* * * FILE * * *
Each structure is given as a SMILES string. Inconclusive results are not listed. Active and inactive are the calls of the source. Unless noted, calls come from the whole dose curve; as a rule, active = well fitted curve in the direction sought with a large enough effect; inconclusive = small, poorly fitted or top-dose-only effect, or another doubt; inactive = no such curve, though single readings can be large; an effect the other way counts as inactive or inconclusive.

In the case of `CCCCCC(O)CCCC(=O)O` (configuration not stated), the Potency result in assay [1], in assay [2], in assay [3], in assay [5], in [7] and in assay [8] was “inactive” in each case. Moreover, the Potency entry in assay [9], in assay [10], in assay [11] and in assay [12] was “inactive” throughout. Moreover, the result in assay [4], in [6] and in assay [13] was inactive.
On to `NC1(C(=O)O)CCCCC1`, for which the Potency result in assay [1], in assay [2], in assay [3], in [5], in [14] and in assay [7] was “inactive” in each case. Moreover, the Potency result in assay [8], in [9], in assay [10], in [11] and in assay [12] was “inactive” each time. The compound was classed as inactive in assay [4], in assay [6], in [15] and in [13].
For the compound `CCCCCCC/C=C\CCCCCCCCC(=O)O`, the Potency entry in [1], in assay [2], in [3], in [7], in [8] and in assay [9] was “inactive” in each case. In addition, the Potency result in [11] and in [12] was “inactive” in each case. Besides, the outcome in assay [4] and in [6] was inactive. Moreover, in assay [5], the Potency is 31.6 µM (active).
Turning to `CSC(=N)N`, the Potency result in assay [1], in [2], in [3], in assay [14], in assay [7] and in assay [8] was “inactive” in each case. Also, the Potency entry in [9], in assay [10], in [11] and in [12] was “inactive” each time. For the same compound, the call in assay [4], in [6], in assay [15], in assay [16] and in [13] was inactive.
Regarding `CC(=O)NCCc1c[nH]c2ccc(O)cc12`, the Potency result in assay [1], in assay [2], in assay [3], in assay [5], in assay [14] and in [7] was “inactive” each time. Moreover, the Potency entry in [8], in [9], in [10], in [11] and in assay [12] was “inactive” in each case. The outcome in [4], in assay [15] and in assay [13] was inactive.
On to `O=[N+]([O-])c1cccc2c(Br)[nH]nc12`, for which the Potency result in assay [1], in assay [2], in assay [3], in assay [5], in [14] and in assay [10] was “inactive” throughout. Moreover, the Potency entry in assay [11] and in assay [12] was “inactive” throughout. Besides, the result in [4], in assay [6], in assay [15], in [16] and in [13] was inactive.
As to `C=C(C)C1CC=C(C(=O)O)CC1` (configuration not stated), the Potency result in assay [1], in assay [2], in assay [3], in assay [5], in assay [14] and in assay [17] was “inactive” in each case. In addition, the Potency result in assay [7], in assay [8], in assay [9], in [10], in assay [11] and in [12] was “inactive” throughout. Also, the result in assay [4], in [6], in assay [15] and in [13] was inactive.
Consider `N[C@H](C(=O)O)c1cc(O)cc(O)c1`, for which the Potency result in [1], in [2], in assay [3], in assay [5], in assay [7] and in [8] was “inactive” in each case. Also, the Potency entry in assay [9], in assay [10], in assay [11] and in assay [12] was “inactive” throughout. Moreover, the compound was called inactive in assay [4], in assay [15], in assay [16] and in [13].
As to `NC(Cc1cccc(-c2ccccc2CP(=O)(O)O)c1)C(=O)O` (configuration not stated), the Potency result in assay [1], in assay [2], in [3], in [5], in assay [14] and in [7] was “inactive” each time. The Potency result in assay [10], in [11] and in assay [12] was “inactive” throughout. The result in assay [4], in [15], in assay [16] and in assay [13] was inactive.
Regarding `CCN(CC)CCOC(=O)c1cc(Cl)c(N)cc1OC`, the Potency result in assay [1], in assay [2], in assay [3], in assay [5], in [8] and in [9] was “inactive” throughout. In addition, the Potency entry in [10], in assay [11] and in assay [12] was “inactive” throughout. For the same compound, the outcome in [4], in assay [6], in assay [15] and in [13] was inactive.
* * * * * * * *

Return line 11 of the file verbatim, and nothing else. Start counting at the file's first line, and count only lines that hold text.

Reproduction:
Regarding `CCN(CC)CCOC(=O)c1cc(Cl)c(N)cc1OC`, the Potency result in assay [1], in assay [2], in assay [3], in assay [5], in [8] and in [9] was “inactive” throughout. In addition, the Potency entry in [10], in assay [11] and in assay [12] was “inactive” throughout. For the same compound, the outcome in [4], in assay [6], in assay [15] and in [13] was inactive.